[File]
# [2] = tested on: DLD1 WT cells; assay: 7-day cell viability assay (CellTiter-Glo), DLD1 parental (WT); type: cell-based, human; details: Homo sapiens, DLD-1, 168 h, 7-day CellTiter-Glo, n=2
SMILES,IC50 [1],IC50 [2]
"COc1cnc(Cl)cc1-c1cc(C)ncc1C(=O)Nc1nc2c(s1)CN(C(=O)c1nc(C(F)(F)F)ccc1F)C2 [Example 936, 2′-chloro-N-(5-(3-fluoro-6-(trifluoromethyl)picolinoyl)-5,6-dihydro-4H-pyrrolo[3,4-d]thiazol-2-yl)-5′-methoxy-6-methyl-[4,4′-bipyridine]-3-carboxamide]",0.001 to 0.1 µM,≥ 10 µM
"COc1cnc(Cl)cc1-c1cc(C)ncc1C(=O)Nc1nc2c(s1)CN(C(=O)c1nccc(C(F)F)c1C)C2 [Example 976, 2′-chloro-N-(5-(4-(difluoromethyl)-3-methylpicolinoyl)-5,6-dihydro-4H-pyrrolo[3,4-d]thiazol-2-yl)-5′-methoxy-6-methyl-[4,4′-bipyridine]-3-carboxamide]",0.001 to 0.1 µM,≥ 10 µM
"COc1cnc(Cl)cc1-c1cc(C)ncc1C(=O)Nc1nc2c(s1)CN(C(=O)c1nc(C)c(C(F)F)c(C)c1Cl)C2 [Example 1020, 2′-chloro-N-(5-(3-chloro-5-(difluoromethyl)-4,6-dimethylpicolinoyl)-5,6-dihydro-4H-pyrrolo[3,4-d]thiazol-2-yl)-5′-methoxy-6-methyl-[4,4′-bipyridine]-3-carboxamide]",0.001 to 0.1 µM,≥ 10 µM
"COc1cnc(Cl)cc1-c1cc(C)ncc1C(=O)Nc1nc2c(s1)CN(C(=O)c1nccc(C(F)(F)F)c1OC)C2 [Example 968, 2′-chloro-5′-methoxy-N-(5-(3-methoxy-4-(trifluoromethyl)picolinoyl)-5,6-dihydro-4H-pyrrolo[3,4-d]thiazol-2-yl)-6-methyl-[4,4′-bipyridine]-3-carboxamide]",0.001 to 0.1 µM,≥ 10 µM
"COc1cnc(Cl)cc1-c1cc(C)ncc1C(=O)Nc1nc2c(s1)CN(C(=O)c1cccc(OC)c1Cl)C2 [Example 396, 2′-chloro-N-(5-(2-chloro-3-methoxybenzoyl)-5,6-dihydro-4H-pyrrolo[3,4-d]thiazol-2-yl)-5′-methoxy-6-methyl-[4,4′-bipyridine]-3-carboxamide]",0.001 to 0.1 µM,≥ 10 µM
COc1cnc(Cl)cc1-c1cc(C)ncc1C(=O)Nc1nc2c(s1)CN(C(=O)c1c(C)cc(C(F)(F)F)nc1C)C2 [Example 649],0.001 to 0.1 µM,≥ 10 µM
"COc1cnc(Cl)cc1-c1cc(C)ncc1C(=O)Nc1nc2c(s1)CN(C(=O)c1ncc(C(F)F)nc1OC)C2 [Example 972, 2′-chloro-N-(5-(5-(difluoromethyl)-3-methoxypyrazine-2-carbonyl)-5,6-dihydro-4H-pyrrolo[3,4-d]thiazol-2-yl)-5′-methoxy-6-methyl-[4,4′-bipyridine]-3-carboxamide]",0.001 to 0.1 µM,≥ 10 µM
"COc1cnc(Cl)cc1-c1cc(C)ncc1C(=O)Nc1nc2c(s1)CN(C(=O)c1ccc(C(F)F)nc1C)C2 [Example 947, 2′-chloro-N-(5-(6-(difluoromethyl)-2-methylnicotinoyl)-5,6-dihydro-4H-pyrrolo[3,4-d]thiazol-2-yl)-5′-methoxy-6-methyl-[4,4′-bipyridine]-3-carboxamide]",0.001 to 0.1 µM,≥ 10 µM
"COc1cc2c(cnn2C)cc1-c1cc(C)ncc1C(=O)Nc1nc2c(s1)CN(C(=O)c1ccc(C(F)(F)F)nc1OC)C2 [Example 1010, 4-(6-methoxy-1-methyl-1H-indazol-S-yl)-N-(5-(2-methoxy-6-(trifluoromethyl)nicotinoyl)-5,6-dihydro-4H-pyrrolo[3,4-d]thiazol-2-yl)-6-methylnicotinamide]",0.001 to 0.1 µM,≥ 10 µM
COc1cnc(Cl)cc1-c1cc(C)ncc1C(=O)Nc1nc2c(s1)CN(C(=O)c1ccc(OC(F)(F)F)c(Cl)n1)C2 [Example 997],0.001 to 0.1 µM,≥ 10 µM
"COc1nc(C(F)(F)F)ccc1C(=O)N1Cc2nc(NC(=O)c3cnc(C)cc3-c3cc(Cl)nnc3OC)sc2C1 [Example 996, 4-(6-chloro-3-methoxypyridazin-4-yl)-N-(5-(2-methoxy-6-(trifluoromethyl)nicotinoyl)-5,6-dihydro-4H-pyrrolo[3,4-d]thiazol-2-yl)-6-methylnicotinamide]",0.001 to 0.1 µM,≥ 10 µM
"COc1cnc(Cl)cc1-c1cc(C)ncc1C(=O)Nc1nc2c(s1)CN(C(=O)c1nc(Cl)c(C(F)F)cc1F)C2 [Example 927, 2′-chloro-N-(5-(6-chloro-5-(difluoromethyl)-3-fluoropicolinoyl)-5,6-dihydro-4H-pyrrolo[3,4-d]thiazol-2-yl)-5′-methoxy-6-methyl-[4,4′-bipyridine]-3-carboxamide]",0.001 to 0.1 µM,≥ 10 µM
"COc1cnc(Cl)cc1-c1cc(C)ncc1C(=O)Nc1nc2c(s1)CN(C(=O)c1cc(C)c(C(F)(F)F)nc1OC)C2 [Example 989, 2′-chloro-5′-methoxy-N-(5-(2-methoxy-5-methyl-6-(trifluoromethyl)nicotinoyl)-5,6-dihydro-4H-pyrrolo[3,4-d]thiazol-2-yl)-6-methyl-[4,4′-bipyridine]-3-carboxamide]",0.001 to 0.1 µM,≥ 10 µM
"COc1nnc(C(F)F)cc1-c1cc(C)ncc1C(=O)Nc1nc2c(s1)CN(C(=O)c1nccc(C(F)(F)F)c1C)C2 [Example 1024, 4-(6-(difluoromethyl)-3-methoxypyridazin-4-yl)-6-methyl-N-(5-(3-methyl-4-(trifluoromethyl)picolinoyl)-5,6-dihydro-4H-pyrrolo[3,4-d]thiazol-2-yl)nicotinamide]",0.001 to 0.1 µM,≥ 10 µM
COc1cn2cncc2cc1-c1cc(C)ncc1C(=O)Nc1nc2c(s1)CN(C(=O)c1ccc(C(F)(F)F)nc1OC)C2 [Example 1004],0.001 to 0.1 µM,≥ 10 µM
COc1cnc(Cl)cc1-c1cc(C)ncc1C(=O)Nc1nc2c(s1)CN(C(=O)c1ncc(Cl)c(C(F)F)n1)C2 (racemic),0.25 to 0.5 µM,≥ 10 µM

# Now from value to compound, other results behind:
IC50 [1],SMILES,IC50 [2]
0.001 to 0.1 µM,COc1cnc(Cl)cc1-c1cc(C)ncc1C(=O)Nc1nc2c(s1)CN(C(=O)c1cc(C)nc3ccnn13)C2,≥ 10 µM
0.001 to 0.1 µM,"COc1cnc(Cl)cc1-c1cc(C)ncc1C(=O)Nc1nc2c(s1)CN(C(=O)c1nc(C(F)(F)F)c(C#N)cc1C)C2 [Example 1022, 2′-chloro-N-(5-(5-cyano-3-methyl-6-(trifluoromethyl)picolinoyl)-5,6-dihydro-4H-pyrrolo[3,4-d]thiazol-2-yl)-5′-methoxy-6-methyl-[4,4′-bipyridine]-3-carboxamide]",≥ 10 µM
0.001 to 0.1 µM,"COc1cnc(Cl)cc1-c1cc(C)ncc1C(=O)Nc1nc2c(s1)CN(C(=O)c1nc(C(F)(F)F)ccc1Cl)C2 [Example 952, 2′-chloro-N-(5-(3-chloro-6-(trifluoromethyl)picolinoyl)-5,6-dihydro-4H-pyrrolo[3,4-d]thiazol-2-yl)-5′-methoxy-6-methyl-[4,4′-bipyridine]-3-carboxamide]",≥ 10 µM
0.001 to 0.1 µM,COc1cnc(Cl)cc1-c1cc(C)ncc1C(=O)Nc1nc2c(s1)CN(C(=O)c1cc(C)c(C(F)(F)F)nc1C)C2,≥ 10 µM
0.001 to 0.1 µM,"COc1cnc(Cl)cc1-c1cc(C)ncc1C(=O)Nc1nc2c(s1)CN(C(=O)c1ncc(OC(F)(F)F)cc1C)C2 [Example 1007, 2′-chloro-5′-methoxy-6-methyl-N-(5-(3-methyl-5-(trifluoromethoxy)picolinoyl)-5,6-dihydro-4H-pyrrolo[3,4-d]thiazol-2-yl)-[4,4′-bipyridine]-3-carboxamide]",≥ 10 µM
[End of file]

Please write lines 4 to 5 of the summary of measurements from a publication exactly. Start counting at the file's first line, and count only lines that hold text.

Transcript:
"COc1cnc(Cl)cc1-c1cc(C)ncc1C(=O)Nc1nc2c(s1)CN(C(=O)c1nccc(C(F)F)c1C)C2 [Example 976, 2′-chloro-N-(5-(4-(difluoromethyl)-3-methylpicolinoyl)-5,6-dihydro-4H-pyrrolo[3,4-d]thiazol-2-yl)-5′-methoxy-6-methyl-[4,4′-bipyridine]-3-carboxamide]",0.001 to 0.1 µM,≥ 10 µM
"COc1cnc(Cl)cc1-c1cc(C)ncc1C(=O)Nc1nc2c(s1)CN(C(=O)c1nc(C)c(C(F)F)c(C)c1Cl)C2 [Example 1020, 2′-chloro-N-(5-(3-chloro-5-(difluoromethyl)-4,6-dimethylpicolinoyl)-5,6-dihydro-4H-pyrrolo[3,4-d]thiazol-2-yl)-5′-methoxy-6-methyl-[4,4′-bipyridine]-3-carboxamide]",0.001 to 0.1 µM,≥ 10 µM